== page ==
Mount Phillips

August 23, 2019


Glacier National Park, MT

Mt. Phillips is a “P3K” (peak with 3000 feet of prominence) objective in the southern part of Glacier National Park, buried deeply in the Coal-Nyack backcountry with no more than a few ascents per year. This peak is listed in the “Top 400 in Contiguous US by Prominence” and catches some attention from peak-baggers, but because of the close proximity to the much-bigger Mt. Stimson this peak is seldom ascended as a primary objective, other than by the locals. Adam, Connor and I ascended it as a byproduct in addition to Mt. Stimson, which was no doubt the primary objective.

There wasn’t much beta about Mt. Phillips on the internet other than “it can be ascended via the west ridge”. I purchased a climber’s guidebook of Glacier National Park a day prior to the trip and took a photo of the relevant page. There still wasn’t much useful details other than “bushwhacking south from Surprise Pass and taking the west ridge”. The book did mention an avalanche path with easier travel but we ended up not finding it at all.

Mt. Phillips and Mt. Stimson via Coal Creek approach. GPX DL

From the trail junction with Beaver Woman Lake the three of us left the group and hiked an additional mile to Surprise Pass but struggled to find a suitable spot to bail into the bush. It appeared that bushwhacking anywhere near the pass would end up in some terrible country right at the start. The weather had turned overcast and we were late in the day (1:30 pm). We discussed about bailing Mt. Phillips but I said we should do it, so into the bush we went. I led in front crawling over dense brushes immediately after leaving the trail and the brushes never became thinner in the next few hours. The brushes were also wet from the residual morning dew. This slope was north-facing and never dried off. The three of us were all die-hard peak-baggers in such way that once making the commitment we were in for it. There’s no turning around. The bushwhacking was perhaps some of the worst any of us had done in a while, but we just kept crawling up grabbing whatever we could grab. The terrain finally became steep and we finally started to make some upward progress, and thankfully the brushes did become a little bit thinner.. The brushes had transitioned from berry bushes / slide alders to steep Christmas trees and krummhotz intermittent by short cliff bands of scrambling. It was downright awfully miserable, but we powered through them all and made to treeline, at last…

A look at Mt. Phillips from Surprise Pass trail

Adam on a stretch of easier bush (that I didn’t mind to take the phone out)…

Me coming out of the forest. Photo by Connor M.

The ascent wasn’t over yet as we still had about 600 vertical meters of scree slog to reach the summit. The weather was still somewhat threatening to rain, but we were doing a bit better on time than estimated. The wind had picked up, unfortunately but at this point we just had to suck them all up and make to the summit. We ditched some unnecessary stuffs and went for a peak-bagger’s race. We crushed the 600 vertical meters of scree in less than an hour and the summit views weren’t disappointing, despite the overcast sky.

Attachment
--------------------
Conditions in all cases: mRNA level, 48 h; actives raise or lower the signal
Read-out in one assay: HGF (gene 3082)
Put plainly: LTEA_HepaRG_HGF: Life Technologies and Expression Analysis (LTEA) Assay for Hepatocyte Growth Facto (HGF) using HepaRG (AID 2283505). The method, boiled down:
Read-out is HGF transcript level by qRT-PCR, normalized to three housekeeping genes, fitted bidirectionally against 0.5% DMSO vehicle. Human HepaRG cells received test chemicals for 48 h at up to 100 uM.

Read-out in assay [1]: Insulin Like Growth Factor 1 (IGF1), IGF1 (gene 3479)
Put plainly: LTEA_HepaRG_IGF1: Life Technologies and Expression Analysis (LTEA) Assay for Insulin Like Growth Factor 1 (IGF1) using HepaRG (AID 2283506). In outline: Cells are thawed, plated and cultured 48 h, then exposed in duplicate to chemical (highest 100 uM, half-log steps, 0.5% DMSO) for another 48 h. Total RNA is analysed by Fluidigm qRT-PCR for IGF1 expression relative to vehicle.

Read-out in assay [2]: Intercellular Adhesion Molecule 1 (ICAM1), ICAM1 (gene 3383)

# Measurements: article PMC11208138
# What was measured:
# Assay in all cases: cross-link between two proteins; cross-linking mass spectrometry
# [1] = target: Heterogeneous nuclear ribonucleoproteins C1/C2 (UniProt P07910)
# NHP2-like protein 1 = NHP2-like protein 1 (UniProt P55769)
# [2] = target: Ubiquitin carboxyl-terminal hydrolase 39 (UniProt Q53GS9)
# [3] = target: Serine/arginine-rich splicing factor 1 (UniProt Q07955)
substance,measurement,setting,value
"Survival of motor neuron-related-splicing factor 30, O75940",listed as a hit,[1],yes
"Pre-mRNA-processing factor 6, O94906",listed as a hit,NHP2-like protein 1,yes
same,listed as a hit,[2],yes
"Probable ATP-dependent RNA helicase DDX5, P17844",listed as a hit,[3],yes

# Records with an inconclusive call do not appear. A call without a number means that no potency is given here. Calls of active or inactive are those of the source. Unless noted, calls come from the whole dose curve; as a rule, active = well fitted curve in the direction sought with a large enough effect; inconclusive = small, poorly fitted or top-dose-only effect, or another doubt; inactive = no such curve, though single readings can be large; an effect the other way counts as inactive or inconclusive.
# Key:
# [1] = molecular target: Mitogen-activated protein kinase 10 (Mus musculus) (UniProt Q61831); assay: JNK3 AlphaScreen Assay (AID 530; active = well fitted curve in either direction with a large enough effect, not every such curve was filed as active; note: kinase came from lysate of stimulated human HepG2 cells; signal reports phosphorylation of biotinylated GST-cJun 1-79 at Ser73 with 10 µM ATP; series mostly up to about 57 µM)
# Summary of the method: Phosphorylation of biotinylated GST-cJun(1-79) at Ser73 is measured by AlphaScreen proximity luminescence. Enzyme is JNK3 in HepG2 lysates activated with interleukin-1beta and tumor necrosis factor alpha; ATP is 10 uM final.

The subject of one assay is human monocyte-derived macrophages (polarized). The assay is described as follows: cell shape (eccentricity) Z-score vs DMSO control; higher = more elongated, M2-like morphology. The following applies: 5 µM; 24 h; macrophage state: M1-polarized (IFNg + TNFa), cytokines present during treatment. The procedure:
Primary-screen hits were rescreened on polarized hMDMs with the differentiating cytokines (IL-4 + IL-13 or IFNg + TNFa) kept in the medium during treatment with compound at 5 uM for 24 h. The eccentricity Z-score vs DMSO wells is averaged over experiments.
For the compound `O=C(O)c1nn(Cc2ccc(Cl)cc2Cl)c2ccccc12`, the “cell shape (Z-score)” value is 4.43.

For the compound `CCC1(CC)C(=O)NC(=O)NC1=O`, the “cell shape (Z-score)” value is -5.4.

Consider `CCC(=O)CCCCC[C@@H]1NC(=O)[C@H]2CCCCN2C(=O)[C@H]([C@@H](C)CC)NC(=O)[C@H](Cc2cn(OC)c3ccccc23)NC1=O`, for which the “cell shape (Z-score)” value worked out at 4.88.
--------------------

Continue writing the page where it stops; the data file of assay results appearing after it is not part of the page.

Adam ascending onto the scree fest. Upper Nyack Creek valley behind

Connor taking a rest break

Onto the upper west ridge now. This is looking across the SW Face

Me and Connor slogging up the upper west ridge. Photo by Adam W.

Adam and I racing up. Photo by Connor M.

Connor near the summit

Partial Summit Panorama from Mt. Phillips. Click to view large size.

Partial Summit Panorama from Mt. Phillips. Click to view large size.

Me on the summit of Mt. Phillips

Another photo of me on the summit of Mt. Phillips

The summit register of Mt. Phillips

Adam, Connor and I on the summit of Mt. Phillips

This is looking down the Coal Creek valley towards Mt. St. Nicholas

Cloudcroft Peaks and Peril Peak

The massif of Mt. Stimson was engulfed in clouds

Not doing much of lingering we soon started the descent. The scree was annoying but easy, and then we agreed to explore around trying to find a better line through the green zone. We still couldn’t figure out where the heck that “avalanche path” was and anything that looked like an avalanche path would definitely turn into an alder nightmare, so we totally abandoned the book’s beta and went for our own. It appeared that the worst of bushwhacking we just did might be able to avoid on the skier’s right side. The price we paid was lots of route-finding through cliffs and lots of vege-belays. It was a slow show, but I do think our descent route was a little bit better than the ascent, but not by a great margin. No matter what, this peak requires sustained BW4 bushwhacking and is a true test for one’s determination. In my opinion it’s a harder objective than Mt. Stimson.

Adam and Connor descending the uppermost west ridge

Me posing on a flat spot on the west ridge. Photo by Connor M.

One last look across the SW Face of Mt. Phillips towards south

Adam descending with Eaglehead Mountain behind

Committing to the bush. Photo by Connor M.

The typical bushwhacking on the upper slopes…

Adam route-finding through a “3rd class” cliff band.


As typical as it was on the lower slopes…

A review shot of Mt. Phillips from Surprise Pass

Finally back onto Surprise Pass trail…

In the end for a full story you should read my Mt. Stimson trip report. I would not recommend an ascent of Mt. Phillips unless one likes to bushwhack. I personally find bushwhacking “fun” at times so don’t mind such an ordeal, although dry brushes would definitely be much more appealing than the wet shit we dealt with…